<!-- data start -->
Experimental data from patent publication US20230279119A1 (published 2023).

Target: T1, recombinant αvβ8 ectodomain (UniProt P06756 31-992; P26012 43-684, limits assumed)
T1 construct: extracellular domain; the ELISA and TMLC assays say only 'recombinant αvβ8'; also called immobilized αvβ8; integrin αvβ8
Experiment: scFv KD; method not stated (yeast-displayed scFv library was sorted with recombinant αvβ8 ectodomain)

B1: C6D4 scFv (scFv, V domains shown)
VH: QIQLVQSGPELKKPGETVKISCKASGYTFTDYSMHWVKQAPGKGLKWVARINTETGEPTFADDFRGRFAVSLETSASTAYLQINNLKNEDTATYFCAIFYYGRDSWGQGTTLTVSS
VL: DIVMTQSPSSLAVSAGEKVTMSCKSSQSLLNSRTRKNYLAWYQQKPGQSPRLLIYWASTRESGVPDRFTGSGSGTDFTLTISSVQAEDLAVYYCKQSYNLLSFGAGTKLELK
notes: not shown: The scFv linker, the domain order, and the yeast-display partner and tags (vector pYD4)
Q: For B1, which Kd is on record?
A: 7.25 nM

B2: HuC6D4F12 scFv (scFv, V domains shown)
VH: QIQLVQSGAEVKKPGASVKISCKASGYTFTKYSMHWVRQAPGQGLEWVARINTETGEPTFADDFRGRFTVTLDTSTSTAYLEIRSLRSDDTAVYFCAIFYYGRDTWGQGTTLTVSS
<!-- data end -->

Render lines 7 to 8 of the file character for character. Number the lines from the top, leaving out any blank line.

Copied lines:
VL: DIVMTQSPSSLAVSAGEKVTMSCKSSQSLLNSRTRKNYLAWYQQKPGQSPRLLIYWASTRESGVPDRFTGSGSGTDFTLTISSVQAEDLAVYYCKQSYNLLSFGAGTKLELK
notes: not shown: The scFv linker, the domain order, and the yeast-display partner and tags (vector pYD4)